We’re no strangers to hearing about an innocent man being locked away in prison. Just flip on Netflix and you’ll find a least a couple series on the subject. We feel for these men and women who have been wrongly incarcerated. We curse the system that placed them there in the first place. And we fight to have these people to be declared innocent and rightly released.

But what if you’ve been declared innocent and you’re still in prison?

Dallas. On March 22, 1987, at around 9:30 pm, 33-year-old Jeffrey Young was robbed and beaten as he left his office. After a call, police arrived to find Young bleeding, but alive. He was rushed to the hospital where he later died due to severe skull fractures that were the result of several blows to the head.

Police believed that two attackers jumped Young, robbed him, stuffed him in his BMW, drove to West Dallas, dumped his body on the street, abandoned the car, and bounced.

Four days later, police arrested then 22-year-old Benjamine John Spencer. He had been identified by three witnesses as having fled the BMW. Spencer was no stranger to the law having been locked up for driving on a suspended license and serving probation for a car theft.

But Spencer wasn’t known for violence. He was newly married with his first kid on the way. He may have had some trouble in the past, but murder was a long shot. Spencer believed that his arrest was a mistake, one to be shortly rectified. He had a strong alibi, no physical evidence, no fingerprints, no murder weapon, no items connected to the robbery in his possession, and no real motive.

But on October of that year, Spencer was tried and convicted of the murder of Jeffrey Young and was sentenced to 35 years.


Though Spencer was given a brief opportunity at freedom when it was revealed that the state’s star witness lied on the stand regarding whether or not she got a reward for her information in the case.

Instead of a trial, the state offered Spencer a plea deal letting him out in less than five years. But Spencer refused to confess to something he didn’t do. So, Spencer went to his second trial and was found guilty, once again, thanks to a damning testimony by witness Gladys Oliver, whose house overlooked the alleyway where the BMW was abandoned.

This time, he was sentenced to life.

For 30 years Spencer fought hard to prove his innocence in a system that supposedly presumes innocent until found guilty. It wasn’t until 2007 that things began to appear promising. At an evidentiary hearing, Dallas County state District Judge Rick Magnis heard a passionate and meticulous argument from Spencer’s legal and investigative team.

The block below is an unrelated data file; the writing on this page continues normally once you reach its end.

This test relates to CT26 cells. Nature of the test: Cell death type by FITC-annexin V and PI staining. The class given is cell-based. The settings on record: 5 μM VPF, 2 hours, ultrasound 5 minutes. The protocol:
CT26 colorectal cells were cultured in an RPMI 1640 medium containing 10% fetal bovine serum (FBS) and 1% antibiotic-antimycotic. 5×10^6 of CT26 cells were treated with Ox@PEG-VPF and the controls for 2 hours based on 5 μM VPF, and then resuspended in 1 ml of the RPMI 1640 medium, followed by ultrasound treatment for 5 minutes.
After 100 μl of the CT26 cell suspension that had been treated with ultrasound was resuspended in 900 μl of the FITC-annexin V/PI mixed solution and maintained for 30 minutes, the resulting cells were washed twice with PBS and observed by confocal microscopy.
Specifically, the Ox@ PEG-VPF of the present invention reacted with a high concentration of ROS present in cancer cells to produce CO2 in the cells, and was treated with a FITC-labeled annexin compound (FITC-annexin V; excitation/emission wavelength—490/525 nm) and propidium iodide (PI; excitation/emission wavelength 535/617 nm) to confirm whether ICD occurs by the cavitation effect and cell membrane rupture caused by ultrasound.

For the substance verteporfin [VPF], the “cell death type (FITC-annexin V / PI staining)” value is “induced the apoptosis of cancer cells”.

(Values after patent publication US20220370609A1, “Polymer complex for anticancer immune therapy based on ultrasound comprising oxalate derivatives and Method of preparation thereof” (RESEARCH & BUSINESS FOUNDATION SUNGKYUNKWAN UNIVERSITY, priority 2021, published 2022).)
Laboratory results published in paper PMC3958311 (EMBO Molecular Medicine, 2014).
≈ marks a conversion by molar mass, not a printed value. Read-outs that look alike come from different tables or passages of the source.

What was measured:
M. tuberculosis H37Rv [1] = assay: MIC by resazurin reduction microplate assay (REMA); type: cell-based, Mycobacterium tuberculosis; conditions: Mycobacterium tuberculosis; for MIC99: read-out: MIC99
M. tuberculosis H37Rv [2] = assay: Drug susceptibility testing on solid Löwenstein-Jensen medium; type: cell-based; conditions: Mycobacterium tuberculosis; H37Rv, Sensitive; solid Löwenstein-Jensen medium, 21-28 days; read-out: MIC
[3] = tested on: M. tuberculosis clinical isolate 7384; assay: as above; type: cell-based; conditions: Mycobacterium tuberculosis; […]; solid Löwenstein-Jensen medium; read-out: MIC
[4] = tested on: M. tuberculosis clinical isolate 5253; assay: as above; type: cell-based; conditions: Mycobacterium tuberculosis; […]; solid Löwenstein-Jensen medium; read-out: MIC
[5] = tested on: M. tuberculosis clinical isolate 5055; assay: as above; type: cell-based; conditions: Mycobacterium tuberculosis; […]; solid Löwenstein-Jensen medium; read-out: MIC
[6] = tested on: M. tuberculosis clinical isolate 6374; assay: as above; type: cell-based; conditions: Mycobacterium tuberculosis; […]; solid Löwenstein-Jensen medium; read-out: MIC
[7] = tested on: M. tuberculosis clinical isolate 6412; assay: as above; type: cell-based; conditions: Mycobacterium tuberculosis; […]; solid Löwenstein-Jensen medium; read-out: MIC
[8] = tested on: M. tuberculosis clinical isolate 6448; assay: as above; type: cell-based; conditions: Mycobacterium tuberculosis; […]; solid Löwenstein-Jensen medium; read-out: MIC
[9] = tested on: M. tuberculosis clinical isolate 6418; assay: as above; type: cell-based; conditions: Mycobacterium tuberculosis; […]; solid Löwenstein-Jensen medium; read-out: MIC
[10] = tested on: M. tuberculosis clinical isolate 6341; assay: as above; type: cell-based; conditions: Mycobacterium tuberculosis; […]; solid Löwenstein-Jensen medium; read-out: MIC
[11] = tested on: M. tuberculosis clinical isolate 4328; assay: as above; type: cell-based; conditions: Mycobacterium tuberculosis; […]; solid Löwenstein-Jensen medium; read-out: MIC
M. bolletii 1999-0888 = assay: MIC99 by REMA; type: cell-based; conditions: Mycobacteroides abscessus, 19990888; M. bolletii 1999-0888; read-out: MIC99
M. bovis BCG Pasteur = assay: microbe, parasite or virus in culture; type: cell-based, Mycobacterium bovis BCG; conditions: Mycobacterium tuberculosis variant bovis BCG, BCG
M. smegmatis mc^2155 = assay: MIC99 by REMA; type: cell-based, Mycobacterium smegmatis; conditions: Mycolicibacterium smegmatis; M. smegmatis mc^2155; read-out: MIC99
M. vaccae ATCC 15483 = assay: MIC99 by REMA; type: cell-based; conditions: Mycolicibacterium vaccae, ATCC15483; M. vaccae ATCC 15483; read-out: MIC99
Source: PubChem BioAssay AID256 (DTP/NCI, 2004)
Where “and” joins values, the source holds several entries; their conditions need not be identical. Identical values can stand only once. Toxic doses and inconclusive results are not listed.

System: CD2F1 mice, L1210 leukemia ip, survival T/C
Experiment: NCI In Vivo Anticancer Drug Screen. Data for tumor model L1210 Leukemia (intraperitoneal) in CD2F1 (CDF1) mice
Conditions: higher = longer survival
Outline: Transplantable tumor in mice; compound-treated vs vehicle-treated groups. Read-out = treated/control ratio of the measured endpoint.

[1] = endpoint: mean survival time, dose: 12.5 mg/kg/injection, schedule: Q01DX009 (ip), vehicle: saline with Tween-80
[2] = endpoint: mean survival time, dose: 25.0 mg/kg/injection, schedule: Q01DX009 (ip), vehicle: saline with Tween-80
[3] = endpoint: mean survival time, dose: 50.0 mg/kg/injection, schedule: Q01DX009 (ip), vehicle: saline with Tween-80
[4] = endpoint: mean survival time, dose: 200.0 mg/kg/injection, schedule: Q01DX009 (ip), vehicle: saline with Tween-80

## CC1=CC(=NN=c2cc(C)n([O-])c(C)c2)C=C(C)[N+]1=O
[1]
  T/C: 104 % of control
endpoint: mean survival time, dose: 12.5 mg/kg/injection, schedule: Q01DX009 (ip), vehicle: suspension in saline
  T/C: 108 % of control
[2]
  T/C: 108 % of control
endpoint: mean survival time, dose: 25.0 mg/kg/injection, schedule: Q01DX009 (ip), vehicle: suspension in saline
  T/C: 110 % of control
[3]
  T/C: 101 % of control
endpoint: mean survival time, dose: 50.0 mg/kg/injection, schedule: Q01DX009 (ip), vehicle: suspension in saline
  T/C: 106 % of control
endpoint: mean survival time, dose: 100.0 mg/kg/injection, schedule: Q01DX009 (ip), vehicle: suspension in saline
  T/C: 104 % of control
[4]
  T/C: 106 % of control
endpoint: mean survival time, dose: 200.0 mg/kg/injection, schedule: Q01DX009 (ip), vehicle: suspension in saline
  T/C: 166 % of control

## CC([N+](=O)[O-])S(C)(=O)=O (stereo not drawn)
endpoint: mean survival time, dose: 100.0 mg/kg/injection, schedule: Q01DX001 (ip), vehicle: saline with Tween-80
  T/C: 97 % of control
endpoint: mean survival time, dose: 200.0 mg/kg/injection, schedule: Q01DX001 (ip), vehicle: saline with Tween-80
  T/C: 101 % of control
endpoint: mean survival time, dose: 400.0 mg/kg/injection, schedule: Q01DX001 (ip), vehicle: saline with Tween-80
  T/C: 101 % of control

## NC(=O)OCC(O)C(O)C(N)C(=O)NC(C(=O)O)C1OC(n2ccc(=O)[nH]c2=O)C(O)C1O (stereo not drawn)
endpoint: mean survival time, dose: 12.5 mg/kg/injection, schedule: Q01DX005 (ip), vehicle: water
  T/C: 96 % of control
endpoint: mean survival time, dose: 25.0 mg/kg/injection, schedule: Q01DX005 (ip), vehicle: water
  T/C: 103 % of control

Spencer’s team argued that there was no way witness Oliver could have positively identified Spencer on the night of the incident. In a moment that feels like it was ripped right out of My Cousin Vinny, a forensic visual scientist who examined the scene testified that witnesses would have had to have been no more than 25 feet away to discern a face.

The nearest eyewitness was 93 feet away. At best, witness Oliver could have simply seen a silhouette. The state’s expert concurred.

In connection with other evidence brought by Spencer’s team, including evidence of another aggressor, Magnis concluded that Spencer was an innocent man and deserved another trial. He recommended that the state throw out his criminal conviction.

But in 2011, things hadn’t gone the way Spencer had hoped. The Texas Court of Criminal Appeals disagreed with Magnis’ ruling. Spencer’s team didn’t provide any new evidence and further argued that nothing they presented proved Spencer’s innocence.

“Applicant says that ‘scientific evidence establishes the wrongfulness’ of his conviction. However, an expert report saying that it was too dark and the car was too far away for the eyewitnesses to have seen [Spencer] does not affirmatively establish his innocence.

“All it does is attempt to discredit the witnesses who stated that they saw [Spencer] get out of the victim’s car.

“Relief is denied.”

Spencer comes up for parole this coming February. Despite a near perfect record, he continues to be denied. As far as future legal attempts for Spencer, there is a chance that DNA may be able to exonerate him.

But, as of now, Spencer, a legally declared innocent man, remains in prison for life.